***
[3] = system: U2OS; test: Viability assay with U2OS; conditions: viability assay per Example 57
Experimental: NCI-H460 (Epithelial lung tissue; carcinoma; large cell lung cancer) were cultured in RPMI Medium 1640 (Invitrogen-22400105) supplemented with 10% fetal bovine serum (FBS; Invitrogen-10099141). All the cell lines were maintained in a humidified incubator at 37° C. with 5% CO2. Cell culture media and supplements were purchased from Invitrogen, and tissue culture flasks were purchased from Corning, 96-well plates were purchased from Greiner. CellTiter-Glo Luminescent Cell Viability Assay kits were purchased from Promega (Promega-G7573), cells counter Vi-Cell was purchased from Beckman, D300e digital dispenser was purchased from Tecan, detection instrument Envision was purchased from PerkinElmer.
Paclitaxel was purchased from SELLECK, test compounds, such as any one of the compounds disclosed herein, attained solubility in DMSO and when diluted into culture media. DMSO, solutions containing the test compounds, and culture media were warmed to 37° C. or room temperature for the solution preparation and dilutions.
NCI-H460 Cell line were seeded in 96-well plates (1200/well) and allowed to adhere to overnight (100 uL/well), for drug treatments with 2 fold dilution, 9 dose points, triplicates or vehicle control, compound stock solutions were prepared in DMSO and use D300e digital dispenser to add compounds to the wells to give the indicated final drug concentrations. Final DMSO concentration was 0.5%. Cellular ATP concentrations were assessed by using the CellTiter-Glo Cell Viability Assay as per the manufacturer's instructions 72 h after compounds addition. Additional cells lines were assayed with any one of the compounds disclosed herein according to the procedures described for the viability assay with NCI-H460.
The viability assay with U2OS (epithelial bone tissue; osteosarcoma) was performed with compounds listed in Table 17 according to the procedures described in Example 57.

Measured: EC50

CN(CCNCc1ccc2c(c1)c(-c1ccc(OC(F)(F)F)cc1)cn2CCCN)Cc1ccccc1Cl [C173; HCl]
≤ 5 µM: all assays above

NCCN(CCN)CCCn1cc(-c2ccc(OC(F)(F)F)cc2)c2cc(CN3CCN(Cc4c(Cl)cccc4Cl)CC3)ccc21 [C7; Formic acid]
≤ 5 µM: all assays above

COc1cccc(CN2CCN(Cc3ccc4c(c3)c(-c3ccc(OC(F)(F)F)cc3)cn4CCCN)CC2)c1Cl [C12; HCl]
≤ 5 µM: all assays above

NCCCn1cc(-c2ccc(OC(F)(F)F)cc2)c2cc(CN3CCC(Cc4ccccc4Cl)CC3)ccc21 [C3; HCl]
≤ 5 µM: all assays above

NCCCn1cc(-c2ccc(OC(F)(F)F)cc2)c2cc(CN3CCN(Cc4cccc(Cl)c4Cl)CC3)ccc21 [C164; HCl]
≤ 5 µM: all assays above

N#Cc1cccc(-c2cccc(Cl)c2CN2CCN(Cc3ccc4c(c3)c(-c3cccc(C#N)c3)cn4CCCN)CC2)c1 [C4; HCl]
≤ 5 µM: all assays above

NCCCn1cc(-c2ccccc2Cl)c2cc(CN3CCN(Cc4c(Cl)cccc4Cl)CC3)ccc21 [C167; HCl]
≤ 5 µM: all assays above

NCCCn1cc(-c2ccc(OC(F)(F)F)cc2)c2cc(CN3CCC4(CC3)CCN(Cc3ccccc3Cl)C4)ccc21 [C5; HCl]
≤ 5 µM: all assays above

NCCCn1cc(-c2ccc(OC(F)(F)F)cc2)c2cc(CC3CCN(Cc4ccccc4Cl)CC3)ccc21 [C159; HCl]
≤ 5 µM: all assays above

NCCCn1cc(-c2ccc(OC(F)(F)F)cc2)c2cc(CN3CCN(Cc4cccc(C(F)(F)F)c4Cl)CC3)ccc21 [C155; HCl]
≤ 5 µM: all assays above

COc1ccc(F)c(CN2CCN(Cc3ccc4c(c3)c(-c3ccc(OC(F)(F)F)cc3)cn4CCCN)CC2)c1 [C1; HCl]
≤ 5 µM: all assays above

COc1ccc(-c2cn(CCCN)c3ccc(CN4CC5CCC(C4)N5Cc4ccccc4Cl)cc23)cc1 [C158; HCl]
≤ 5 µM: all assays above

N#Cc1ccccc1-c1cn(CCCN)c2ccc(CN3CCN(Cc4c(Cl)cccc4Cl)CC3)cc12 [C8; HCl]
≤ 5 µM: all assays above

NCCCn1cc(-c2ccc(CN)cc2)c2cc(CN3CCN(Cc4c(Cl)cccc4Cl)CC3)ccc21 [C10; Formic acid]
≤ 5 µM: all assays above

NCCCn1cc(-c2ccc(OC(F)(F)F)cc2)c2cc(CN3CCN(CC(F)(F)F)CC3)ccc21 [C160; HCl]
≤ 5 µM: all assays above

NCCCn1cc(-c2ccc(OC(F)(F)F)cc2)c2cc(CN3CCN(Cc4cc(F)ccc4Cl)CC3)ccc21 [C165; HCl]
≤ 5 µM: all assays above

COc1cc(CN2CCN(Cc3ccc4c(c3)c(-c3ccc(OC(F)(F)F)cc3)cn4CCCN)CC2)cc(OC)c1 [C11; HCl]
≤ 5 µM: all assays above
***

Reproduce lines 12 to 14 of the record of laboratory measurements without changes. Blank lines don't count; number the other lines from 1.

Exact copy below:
≤ 5 µM: all assays above

NCCCn1cc(-c2ccc(OC(F)(F)F)cc2)c2cc(CN3CCC(Cc4ccccc4Cl)CC3)ccc21 [C3; HCl]
≤ 5 µM: all assays above